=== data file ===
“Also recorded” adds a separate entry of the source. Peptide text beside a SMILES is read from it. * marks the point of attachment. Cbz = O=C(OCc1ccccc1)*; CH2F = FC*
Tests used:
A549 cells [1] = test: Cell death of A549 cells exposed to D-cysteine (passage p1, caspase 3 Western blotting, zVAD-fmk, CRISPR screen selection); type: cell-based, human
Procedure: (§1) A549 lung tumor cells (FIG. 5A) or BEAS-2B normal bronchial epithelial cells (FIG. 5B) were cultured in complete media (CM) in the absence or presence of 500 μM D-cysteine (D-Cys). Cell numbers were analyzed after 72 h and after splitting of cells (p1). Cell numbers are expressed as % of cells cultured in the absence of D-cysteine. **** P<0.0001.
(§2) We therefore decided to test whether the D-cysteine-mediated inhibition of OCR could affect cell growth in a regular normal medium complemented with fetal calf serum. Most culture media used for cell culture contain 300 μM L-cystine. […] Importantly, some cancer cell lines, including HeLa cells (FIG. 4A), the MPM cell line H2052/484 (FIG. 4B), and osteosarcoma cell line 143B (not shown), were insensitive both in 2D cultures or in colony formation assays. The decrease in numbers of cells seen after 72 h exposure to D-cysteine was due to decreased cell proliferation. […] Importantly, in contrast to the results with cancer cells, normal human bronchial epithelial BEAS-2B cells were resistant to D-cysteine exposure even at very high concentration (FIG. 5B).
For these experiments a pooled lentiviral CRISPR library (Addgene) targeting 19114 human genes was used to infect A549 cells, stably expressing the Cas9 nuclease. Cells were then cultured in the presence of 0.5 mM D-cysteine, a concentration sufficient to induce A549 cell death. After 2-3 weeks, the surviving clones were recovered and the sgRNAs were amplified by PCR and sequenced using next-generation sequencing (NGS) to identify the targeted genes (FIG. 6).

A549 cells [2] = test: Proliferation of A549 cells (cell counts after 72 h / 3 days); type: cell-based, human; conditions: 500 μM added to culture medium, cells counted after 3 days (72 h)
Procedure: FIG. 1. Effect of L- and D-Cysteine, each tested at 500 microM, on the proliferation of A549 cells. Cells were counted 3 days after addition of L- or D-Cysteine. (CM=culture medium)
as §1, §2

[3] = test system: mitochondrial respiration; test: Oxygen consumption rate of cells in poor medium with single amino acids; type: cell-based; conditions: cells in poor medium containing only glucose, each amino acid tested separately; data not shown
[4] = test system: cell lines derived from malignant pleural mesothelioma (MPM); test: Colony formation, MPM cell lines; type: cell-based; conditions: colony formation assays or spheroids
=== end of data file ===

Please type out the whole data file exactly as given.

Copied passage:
“Also recorded” adds a separate entry of the source. Peptide text beside a SMILES is read from it. * marks the point of attachment. Cbz = O=C(OCc1ccccc1)*; CH2F = FC*
Tests used:
A549 cells [1] = test: Cell death of A549 cells exposed to D-cysteine (passage p1, caspase 3 Western blotting, zVAD-fmk, CRISPR screen selection); type: cell-based, human
Procedure: (§1) A549 lung tumor cells (FIG. 5A) or BEAS-2B normal bronchial epithelial cells (FIG. 5B) were cultured in complete media (CM) in the absence or presence of 500 μM D-cysteine (D-Cys). Cell numbers were analyzed after 72 h and after splitting of cells (p1). Cell numbers are expressed as % of cells cultured in the absence of D-cysteine. **** P<0.0001.
(§2) We therefore decided to test whether the D-cysteine-mediated inhibition of OCR could affect cell growth in a regular normal medium complemented with fetal calf serum. Most culture media used for cell culture contain 300 μM L-cystine. […] Importantly, some cancer cell lines, including HeLa cells (FIG. 4A), the MPM cell line H2052/484 (FIG. 4B), and osteosarcoma cell line 143B (not shown), were insensitive both in 2D cultures or in colony formation assays. The decrease in numbers of cells seen after 72 h exposure to D-cysteine was due to decreased cell proliferation. […] Importantly, in contrast to the results with cancer cells, normal human bronchial epithelial BEAS-2B cells were resistant to D-cysteine exposure even at very high concentration (FIG. 5B).
For these experiments a pooled lentiviral CRISPR library (Addgene) targeting 19114 human genes was used to infect A549 cells, stably expressing the Cas9 nuclease. Cells were then cultured in the presence of 0.5 mM D-cysteine, a concentration sufficient to induce A549 cell death. After 2-3 weeks, the surviving clones were recovered and the sgRNAs were amplified by PCR and sequenced using next-generation sequencing (NGS) to identify the targeted genes (FIG. 6).

A549 cells [2] = test: Proliferation of A549 cells (cell counts after 72 h / 3 days); type: cell-based, human; conditions: 500 μM added to culture medium, cells counted after 3 days (72 h)
Procedure: FIG. 1. Effect of L- and D-Cysteine, each tested at 500 microM, on the proliferation of A549 cells. Cells were counted 3 days after addition of L- or D-Cysteine. (CM=culture medium)
as §1, §2

[3] = test system: mitochondrial respiration; test: Oxygen consumption rate of cells in poor medium with single amino acids; type: cell-based; conditions: cells in poor medium containing only glucose, each amino acid tested separately; data not shown
[4] = test system: cell lines derived from malignant pleural mesothelioma (MPM); test: Colony formation, MPM cell lines; type: cell-based; conditions: colony formation assays or spheroids